michael levi
(M.L) - F

Locale: W-Never Eat Soggy (W)affles
klymit x-lite 6.1oz on 09/19/2012 13:52:54 MDT Print View

I am really considering going this route with a 1/8th evarest pad...

Mike Feldman
(MikeF) - M

Locale: SE USA
Combination torso air mattress and foam on 09/19/2012 14:11:24 MDT Print View

Just got back from 10 day Ca Sierra trip, fairly comfortably used a Prolite XS( 36"length and 8 oz); with 48" length 3/16"thick foam pad( 3.5 oz)=11.5 oz. Worked fine w/Zpacks quilt/bag..

Nick G
(HermesUL) - F
Pads on 09/19/2012 14:47:59 MDT Print View

Hey Yes, if you're interested in getting a new sleeping pad, check out this thread/spreadsheet I made comparing the warmths/weights of many, many sleeping pads:
http://www.backpackinglight.com/cgi-bin/backpackinglight/forums/thread_display.html?forum_thread_id=68163

My first post in that thread includes the link to the spreadsheet and an explanation of the math involved. I recommend you download it and sort it based on whatever you're looking for; whether you want to get the lightest sleeping pad available, save money, compare only inflatable pads, or get the warmest pad for the weight.

Almost all of the inflatable pads listed are available in a small or torso length, and any foam pad could obviously be cut down to size.

I saw the Hyalite Peak Oyl Elite (short) listed on The Clymb yesterday for 50% of the list price and almost bought it--unfortunately its sold out now.

Let us know what exactly you're looking for: cheapest, lightest weight, warmest, or a mixture of the two. If you have the cash, I'd recommend looking at the Neoair X-therm, for its unbeatable combination of warmth and light weight.

Yes 1000
(mamamia)
Thanks Nick on 09/25/2012 12:44:05 MDT Print View

Nick, thank you for putting together the data, I think I might go with a Xtherm or Xlite, don't think I would opt for a torso length pad.

Laura Shaffer
(shafferello)

Locale: northern California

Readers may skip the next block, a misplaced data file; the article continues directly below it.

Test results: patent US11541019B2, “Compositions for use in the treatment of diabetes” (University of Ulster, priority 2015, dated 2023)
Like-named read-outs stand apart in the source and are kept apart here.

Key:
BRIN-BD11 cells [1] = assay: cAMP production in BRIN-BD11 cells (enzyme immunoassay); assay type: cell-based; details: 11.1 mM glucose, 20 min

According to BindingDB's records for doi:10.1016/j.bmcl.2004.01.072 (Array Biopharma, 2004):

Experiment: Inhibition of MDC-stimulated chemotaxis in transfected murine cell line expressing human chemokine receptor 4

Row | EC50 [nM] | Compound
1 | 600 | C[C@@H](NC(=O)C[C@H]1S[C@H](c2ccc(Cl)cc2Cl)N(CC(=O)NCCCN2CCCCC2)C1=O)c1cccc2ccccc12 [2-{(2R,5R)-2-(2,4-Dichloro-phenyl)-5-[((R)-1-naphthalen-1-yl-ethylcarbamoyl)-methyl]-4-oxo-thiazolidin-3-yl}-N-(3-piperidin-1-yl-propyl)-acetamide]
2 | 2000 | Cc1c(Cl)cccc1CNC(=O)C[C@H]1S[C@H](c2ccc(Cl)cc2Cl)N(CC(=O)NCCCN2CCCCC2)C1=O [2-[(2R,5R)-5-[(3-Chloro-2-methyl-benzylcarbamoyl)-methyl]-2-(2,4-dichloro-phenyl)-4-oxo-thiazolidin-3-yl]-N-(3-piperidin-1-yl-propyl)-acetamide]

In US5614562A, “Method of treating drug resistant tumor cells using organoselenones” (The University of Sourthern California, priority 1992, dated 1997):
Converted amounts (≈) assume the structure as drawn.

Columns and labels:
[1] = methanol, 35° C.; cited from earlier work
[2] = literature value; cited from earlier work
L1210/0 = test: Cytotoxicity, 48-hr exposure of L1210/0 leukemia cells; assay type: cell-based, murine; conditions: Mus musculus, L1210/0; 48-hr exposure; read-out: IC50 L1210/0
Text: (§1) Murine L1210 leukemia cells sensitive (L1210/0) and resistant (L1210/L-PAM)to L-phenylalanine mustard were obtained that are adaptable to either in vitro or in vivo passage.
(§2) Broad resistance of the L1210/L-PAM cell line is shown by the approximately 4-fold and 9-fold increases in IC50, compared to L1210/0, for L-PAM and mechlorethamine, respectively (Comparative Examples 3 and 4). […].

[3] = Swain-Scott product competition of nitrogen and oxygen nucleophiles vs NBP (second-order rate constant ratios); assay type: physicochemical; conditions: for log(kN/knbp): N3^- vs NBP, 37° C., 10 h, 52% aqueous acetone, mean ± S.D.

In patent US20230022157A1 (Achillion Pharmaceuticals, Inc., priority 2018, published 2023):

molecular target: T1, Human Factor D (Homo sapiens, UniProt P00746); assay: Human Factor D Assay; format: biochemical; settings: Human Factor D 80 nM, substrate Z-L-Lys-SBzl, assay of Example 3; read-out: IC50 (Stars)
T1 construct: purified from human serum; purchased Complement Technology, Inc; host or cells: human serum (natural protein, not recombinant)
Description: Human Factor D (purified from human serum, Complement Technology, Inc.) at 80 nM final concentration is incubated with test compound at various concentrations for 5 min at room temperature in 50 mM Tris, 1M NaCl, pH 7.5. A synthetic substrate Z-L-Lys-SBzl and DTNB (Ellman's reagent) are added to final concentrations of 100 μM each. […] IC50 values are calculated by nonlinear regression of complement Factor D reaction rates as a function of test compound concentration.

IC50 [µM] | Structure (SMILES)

women's pads may be a good compromise on 10/14/2012 19:49:10 MDT Print View

Another option to consider is getting a women's pad. Therm-A-Rest makes women's versions of almost all their models. They are a bit shorter, so save some weight, but aren't as short as the torso-length pads. Sometimes they have a greater R-value (as in the NeoAir X-Lite) because women sleep colder. They're also usually a few bucks cheaper since they're a little smaller. If you make a great big Excel scatter plot like I did, the advantages are clear!

Edited by shafferello on 10/14/2012 19:56:54 MDT.

Steve Meier
(smeier) - MLife

Locale: Midwest
Women's pad on 10/15/2012 12:47:38 MDT Print View

+1 on Laura's comment.

I use the women's size on the pads as I don't like the shorter pads that stop at my knees (or worse at my hips) but don't want the weight of the 72 and 77" pads (I'm 6' tall). I actually find having my feet hang over the edge more comfortable, as long as I have my feet in the closed box of my quilt.

BTW, I also use women's hiking poles to save weight. They have proven plenty strong and I weigh 245 lbs (unfortunately!). The only poles I've actually had break/bend on me were men's pole. Go figure...

Christopher Taggart
(PennDude)

Locale: Western PA
Another vote on Peak Elite AC on 10/16/2012 00:06:49 MDT Print View

I have the Peak Elite AC and it is extremely comfortable. I swear it emits heat as well, it's incredibly warm. The price is quite competitive as well. The one downside with this pad is the low flow rate of the inflation valve.